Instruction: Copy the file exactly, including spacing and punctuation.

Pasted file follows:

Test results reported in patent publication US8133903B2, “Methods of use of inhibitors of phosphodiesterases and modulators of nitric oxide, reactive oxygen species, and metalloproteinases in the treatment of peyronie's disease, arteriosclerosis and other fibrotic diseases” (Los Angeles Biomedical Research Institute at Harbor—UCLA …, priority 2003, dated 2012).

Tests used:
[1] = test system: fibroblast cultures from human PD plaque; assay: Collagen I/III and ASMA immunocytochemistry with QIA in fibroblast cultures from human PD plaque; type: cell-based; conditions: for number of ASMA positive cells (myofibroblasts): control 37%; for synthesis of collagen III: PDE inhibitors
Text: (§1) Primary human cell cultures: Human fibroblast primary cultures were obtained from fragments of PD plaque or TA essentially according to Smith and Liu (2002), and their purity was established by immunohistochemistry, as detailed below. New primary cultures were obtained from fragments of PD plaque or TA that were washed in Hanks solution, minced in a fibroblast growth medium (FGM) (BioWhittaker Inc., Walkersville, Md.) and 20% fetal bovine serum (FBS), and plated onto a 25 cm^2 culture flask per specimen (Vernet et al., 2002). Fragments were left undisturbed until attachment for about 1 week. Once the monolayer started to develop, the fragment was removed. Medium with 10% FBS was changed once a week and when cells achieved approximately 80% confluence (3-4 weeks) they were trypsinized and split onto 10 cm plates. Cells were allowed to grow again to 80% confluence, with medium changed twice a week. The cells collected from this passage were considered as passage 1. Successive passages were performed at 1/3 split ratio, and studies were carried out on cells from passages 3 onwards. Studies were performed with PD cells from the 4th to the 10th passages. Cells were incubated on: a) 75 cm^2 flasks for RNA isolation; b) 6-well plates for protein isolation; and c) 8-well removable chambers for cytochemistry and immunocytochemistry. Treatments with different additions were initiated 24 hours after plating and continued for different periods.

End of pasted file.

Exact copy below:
Test results reported in patent publication US8133903B2, “Methods of use of inhibitors of phosphodiesterases and modulators of nitric oxide, reactive oxygen species, and metalloproteinases in the treatment of peyronie's disease, arteriosclerosis and other fibrotic diseases” (Los Angeles Biomedical Research Institute at Harbor—UCLA …, priority 2003, dated 2012).

Tests used:
[1] = test system: fibroblast cultures from human PD plaque; assay: Collagen I/III and ASMA immunocytochemistry with QIA in fibroblast cultures from human PD plaque; type: cell-based; conditions: for number of ASMA positive cells (myofibroblasts): control 37%; for synthesis of collagen III: PDE inhibitors
Text: (§1) Primary human cell cultures: Human fibroblast primary cultures were obtained from fragments of PD plaque or TA essentially according to Smith and Liu (2002), and their purity was established by immunohistochemistry, as detailed below. New primary cultures were obtained from fragments of PD plaque or TA that were washed in Hanks solution, minced in a fibroblast growth medium (FGM) (BioWhittaker Inc., Walkersville, Md.) and 20% fetal bovine serum (FBS), and plated onto a 25 cm^2 culture flask per specimen (Vernet et al., 2002). Fragments were left undisturbed until attachment for about 1 week. Once the monolayer started to develop, the fragment was removed. Medium with 10% FBS was changed once a week and when cells achieved approximately 80% confluence (3-4 weeks) they were trypsinized and split onto 10 cm plates. Cells were allowed to grow again to 80% confluence, with medium changed twice a week. The cells collected from this passage were considered as passage 1. Successive passages were performed at 1/3 split ratio, and studies were carried out on cells from passages 3 onwards. Studies were performed with PD cells from the 4th to the 10th passages. Cells were incubated on: a) 75 cm^2 flasks for RNA isolation; b) 6-well plates for protein isolation; and c) 8-well removable chambers for cytochemistry and immunocytochemistry. Treatments with different additions were initiated 24 hours after plating and continued for different periods.